Nature

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Decades ago, while Philip H. Lieberman was soaking in a bathtub and listening to the radio, he heard anthropologist Loren Eiseley ponder an evolutionary puzzle: Why couldn’t monkeys talk? Like us, they’re social primates, intelligent and certainly not quiet. Rhesus macaques grunt, coo, screech and scream. Infant macaques make sounds known as geckers.   Despite the grunting and geckering, though, no
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Species that share similar kinds of brain anatomy have been caught using different neural circuits to perform identical behaviours, and it challenges a basic assumption on the relationship between behaviour and neurology. The team is yet to figure out why this strange overlap exists among species, but the discovery points to how important behaviours can be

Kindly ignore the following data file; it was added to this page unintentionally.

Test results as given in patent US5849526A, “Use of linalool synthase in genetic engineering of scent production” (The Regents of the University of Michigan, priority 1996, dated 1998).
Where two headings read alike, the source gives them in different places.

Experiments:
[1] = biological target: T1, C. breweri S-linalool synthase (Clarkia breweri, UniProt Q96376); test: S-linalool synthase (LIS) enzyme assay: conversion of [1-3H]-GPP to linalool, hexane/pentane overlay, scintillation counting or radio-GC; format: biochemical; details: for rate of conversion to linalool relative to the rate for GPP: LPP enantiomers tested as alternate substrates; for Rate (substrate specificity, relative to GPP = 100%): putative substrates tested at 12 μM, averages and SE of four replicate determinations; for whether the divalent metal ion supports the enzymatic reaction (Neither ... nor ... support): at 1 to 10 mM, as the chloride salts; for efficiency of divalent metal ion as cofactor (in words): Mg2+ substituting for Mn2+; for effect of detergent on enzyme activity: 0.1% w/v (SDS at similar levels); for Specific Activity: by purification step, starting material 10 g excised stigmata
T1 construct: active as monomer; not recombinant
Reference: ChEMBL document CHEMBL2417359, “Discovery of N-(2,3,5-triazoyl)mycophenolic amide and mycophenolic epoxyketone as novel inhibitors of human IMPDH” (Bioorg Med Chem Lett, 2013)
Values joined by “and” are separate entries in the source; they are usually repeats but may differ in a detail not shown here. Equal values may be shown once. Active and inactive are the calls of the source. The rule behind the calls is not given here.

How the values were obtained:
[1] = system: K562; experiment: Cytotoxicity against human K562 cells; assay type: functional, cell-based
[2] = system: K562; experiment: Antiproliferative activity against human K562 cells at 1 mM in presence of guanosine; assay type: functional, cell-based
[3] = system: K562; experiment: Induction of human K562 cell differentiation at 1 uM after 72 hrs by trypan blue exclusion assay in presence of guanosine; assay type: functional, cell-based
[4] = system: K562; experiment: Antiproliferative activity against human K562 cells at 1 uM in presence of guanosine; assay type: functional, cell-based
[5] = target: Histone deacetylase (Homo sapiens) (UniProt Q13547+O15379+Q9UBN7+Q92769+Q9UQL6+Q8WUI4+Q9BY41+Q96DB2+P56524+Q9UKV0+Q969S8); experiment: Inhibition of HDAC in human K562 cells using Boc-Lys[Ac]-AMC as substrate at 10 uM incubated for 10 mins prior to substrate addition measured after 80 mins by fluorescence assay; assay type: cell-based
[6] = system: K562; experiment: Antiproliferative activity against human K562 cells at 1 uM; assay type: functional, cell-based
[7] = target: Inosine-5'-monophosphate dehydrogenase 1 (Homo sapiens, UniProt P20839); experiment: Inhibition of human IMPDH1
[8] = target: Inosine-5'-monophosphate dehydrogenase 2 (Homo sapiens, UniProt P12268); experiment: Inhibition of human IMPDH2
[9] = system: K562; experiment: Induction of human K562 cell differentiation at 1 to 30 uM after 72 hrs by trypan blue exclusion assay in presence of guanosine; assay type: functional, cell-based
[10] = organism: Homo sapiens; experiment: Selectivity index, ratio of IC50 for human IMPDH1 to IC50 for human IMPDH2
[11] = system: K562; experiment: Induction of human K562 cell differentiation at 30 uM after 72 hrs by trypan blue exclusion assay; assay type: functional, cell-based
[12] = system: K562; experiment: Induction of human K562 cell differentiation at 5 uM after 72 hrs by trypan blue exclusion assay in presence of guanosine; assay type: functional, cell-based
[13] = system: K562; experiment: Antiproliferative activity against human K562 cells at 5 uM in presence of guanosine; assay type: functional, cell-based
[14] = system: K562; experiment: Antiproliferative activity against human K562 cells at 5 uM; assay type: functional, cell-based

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Before being assembled into something recognisable at a museum, most dinosaur fossils look to the casual observer like nothing more than common rocks. No one, however, would confuse the over 110 million-year-old nodosaur fossil for a stone. The fossil, being unveiled today in Canada’s Royal Tyrrell Museum of Paleontology, is so well preserved it looks like
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Hey, kids: Science can be sexy – super sexy. Just ask Dara Orbach, who has spent seven years studying dolphin vaginas, and her colleagues Patricia Brennan and Diane Kelly, who are some of the foremost experts on animal penises. They recently combined forces to solve the mystery of just how dolphins and other cetaceans do the deed, a task that